Most of my inspiration for specific blog topics comes from current news items. And often, I discover those when traveling on long haul flights– one of the few times when my addiction to all things in print and some quiet downtime without interruptions intersect perfectly. June 17 was such an occasion. Two different papers ran a total of three stories with similar content. The Financial Times reports that European carmakers fear that the “China cash cow is dying”. Mercedes, BMW and their peers had such high hopes to be milking that cow for years to come, but recent developments have triggered a change of perspective. A slowing economy, rising global and domestic competition and limits of car ownership have led to anything from revised growth predictions for some to actual year-on-year declines in car sales for others. With similar declines in Brazil and Russia, this could end not so pretty for the automotive industry. Which leads me to an article the Wall Street Journal ran on the same day. Real estate developers, retailers, and consumer goods manufacturers alike have long predicted a gold rush in India – a market with a growing middle class. Or so, they thought. Over the last decade approximately 250 new shopping malls have been developed and it seems that many of them are struggling with weak sales. By now, so the paper, India’s middle class should have grown to approximately 400 million, but recent estimates by McKinsey count it at a meager 10 million. And, finally, the Financial Times also reports on Swiss food giant Nestlé’s recent decision to cut their African workforce in 21 different African countries by 15 %. At first glance, the reasons seem similar. Only four years ago, in 2011, the African Development Bank had estimated the African middle class at 330 million. A 2014 survey by Standard Bank, however, concluded that the middle was only approximately 15 million across 11 of Africa’s most important countries. On the other hand, however, that may not be the full story as the continued growth in Africa of retailers such as Wal-Mart or Carrefour suggests. Nestlé may simply have misjudged the demand for its highly standardized product offerings and it may have underestimated the challenges coming from poor logistics infrastructure. The truth probably lies in the middle, and that leaves us with a generally bad aftertaste: the promise that the BRIC countries held just a few years ago seems to be fading quickly. And if not even emerging markets hold any more promise, what does?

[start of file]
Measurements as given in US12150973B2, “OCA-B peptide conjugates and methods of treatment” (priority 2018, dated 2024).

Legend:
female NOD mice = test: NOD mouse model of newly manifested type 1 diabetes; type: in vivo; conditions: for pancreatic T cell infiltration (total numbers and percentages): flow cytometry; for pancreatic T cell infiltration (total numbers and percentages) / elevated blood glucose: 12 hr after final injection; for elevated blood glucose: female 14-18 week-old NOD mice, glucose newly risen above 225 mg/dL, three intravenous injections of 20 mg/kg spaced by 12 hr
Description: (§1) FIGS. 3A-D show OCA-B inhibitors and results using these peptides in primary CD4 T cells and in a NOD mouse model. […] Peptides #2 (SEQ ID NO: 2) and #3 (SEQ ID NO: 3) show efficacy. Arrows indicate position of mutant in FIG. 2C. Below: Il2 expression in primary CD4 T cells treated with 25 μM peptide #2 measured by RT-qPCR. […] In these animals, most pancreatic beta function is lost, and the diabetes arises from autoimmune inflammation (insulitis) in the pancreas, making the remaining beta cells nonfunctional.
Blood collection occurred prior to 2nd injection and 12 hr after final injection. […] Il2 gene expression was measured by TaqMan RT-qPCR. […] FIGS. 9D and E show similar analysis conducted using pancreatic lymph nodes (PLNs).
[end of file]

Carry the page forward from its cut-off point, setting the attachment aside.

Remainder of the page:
KFC has been in China for almost 30 years. The first of Yum Brands’ restaurants to move into China has reported sharp profit and revenue declines for their first quarter China business recently. Some media outlets such as the WSJ argue that, with competition increasing, the novelty character of brands such as KFC simply seems to wear off, while others such as Reuters reason that recent food scandals have hurt consumer perceptions of the brand. Yum Brands actually seemed to have done a decent job to cater to Chinese tastes by enriching their offering beyond the usual staples by offering localized variations and entirely new menu items, including coffee drinks. For a company that runs more than 6,000 stores, these are not trivial changes. Reality, however, is that the Chinese market is complex and adaptations to the market strategy have to be made constantly. The Chinese market has many moving pieces from being hyper-competitive to low brand loyalty to being very prone to ever-changing fads. Another cultural trait, the relatively distinct status orientation of Chinese culture makes Yum’s latest move an interesting one – the addition of high-priced Italian restaurants to its portfolio. Viewed from the rabbit hole of international marketing, the question seems to be how much of this development is rooted in the many idiosyncrasies of China and how much is just the normal maturity of a brand along the product life cycle?